Perhaps the most sort after ML solution is the one that would solve Roto. CopyCat can produce a very good Alpha or matte, although as Ring points out, you still need a good artist, to generate the high-quality training example for the Network to learn from, CopyCat ” won’t make a bad matte better, it will just give you more bad mattes sooner.” While CopyCat mattes can be brilliant, fully solving Roto requires genius-level AI. Foundry’s launch demos include CopyCat processing several roto shots to B/W mattes but a general solution to Roto is still a little way off. The reason that Roto is so complex comes down to three key points:

  1. Most ML solutions such as segmentation assume the output is a B/W matte. CopyCat can be used effectively to produce a matte, but the Roto problem is not targetted at a matte as the final output, but rather an editable splined shape that artists can adjust and vary. As such, the matte is expressed as a keyframed spline shape that sensibly moves over time. For the Nuke artist to be able to adjust the roto, the solution cannot be just a pixel mask matte output nor can it be a stand-alone spline keyframed on every single frame.
  2. Most ML solutions are not temporal. This may not seem obvious from the brilliant digital makeup examples, but the solution is not tracked patches but frame by frame independent solutions that just happen to be so close to each other that they don’t flicker. But the ML logic is not to solve a clip it is to solve a series of frames. This is not a great match to the roto problem. Good roto places keyframes on the correct apex of a motion, not just say every 10 frames.
  3. Roto artists don’t just want the current silhouette or outline as the roto output. The roto of someone walking has shapes overlapping as arms move over the body. Any good roto artist animates shapes that make sense to the object even on that frame the outline of the combined rotos is an odd-shaped blob.

Some good news is that Foundry knows that to solve roto fully requires a holistic picture; an ability to produce a spline tool that artists can manipulate. It has an internal project called the Smart Roto (Roto++) that is a funded research program with the University of Bath and University College London since 2016. For now, CopyCat does a great job but it is very much a pixel solution. There are advantages to such an approach. As CopyCat does not care about smooth temporal splines, it is easy to make synthetic data for training. Synthetic data is when a roto is hand created for a frame and then just duplicated on a frame at random angles over different possible backgrounds. Since the ML node is just looking to learn about the transition from matte to non-matte, it can learn from fake frames which make no sense to the sequence but provide more matte vs. non-matte training data.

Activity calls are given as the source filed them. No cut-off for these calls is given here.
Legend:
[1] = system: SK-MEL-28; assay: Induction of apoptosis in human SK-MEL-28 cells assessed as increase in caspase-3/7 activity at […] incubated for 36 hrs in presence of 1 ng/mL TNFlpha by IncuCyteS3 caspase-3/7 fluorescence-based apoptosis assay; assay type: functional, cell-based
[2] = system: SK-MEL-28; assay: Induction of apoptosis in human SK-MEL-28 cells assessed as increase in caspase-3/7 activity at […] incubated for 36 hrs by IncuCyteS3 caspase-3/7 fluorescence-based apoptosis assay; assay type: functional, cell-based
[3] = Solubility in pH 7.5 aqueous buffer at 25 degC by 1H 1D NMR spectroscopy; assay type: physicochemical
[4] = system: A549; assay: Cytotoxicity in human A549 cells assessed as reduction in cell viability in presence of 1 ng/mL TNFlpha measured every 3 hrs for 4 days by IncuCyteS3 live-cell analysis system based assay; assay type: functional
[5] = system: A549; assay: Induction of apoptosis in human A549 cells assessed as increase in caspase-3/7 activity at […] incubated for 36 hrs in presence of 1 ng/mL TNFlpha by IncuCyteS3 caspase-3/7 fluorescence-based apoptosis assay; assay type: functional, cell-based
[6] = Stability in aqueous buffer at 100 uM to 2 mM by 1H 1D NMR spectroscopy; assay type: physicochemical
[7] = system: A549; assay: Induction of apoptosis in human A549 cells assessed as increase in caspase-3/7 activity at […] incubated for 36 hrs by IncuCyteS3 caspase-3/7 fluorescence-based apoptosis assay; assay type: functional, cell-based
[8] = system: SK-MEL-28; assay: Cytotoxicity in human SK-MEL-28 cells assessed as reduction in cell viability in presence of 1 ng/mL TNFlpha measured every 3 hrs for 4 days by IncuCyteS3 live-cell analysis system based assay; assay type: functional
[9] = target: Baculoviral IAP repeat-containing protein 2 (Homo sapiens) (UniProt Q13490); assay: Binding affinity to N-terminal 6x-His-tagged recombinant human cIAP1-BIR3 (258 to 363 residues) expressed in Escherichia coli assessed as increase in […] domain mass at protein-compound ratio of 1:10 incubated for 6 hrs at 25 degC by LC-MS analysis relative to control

Roto temporal shape animation may benefit from other areas of AI.  The Foundry’s own research has identified that it is estimated that just over half of all roto involved people. People are also hard to roto due to limbs and especially finger and hand occlusions along with issues related to hair and loose clothes. As such it is worth considering developing special case people roto tools. There are already some great research papers on estimating 3D human bone and joint movement from just flat 2D video. There is also strong work in ML volume reconstruction, both areas may end up as additional inputs to a more powerful people-specific roto AI solution in the future.

Helping Artists (non replacing them)

Thinking longer-term, CopyCat is a powerful tool for Nuke artists, and it also helps lay the foundations and set expectations around ML. The vertical headroom for ML in VFX is very high, and the impact that things like RL and Q-learning can be huge when applied to the right task with the right thinking.

It is also important to remember that the nature of ML is that it takes time to train, but often the solutions, the inference can be lightning fast, which opens us Nuke to more use in the real-time space. People are starting to use CopyCat for solving the whole host of new comp problems generated by in-camera VFX, such as fixing moiré, removing rigs in the shot, grazing angle color aberrations in LED capture volumes, and other real-time related virtual production work. Due to the nature of the LED screens themselves such as limited dynamic range, and interactions between physical lights & walls, etc, there is a host of areas in VP where Nuke is not being used. “Studios, VP (Virtual Production) & VFX vendors have been promised they can ‘take it home on the day, but these new problems mean shots need to go to post,” points out Ring. “We’re investigating toolsets to mitigate these problems as close to set as possible. We’ve already started this with our GENIO (Nuke / Unreal bridge) work, allowing you to easily pull UE render passes and cameras into Nuke, and you can also imagine a world where a real-time CopyCat is trained during the wall set-up and used to generate live mattes. All with the shared goal of giving you your final image that day.”

Foundry is also looking at workarounds for VP & Nuke around: ‘persisting’ decisions, wrangling on-set data, and conforming to a master shared timeline (“Timeline of Truth”). “As you might imagine, assembling and managing data is a more challenging problem than ML (possibly one of the most difficult problems in our industry) and is farther off, Ring concludes.